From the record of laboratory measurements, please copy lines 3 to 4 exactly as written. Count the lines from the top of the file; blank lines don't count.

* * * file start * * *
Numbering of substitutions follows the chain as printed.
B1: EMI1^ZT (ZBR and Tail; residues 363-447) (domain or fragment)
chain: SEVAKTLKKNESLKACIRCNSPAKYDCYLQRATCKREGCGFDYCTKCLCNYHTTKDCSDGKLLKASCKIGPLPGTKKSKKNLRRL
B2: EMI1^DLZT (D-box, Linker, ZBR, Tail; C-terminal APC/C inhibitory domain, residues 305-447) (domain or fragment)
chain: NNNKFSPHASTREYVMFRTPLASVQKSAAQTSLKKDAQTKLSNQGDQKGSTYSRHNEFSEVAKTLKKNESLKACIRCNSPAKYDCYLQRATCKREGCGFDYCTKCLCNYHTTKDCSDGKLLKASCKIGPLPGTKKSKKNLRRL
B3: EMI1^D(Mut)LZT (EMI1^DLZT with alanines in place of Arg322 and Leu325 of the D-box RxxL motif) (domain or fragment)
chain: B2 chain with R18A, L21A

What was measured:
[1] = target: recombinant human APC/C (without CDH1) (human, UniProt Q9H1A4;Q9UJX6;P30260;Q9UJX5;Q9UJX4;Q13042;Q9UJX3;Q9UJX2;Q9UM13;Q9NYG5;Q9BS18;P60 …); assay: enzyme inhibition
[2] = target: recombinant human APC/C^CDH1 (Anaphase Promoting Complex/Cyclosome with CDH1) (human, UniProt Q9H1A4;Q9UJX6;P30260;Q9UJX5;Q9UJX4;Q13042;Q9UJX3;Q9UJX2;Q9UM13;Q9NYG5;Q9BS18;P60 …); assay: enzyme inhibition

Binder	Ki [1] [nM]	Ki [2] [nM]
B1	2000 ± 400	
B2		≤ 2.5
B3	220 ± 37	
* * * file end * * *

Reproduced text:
chain: SEVAKTLKKNESLKACIRCNSPAKYDCYLQRATCKREGCGFDYCTKCLCNYHTTKDCSDGKLLKASCKIGPLPGTKKSKKNLRRL
B2: EMI1^DLZT (D-box, Linker, ZBR, Tail; C-terminal APC/C inhibitory domain, residues 305-447) (domain or fragment)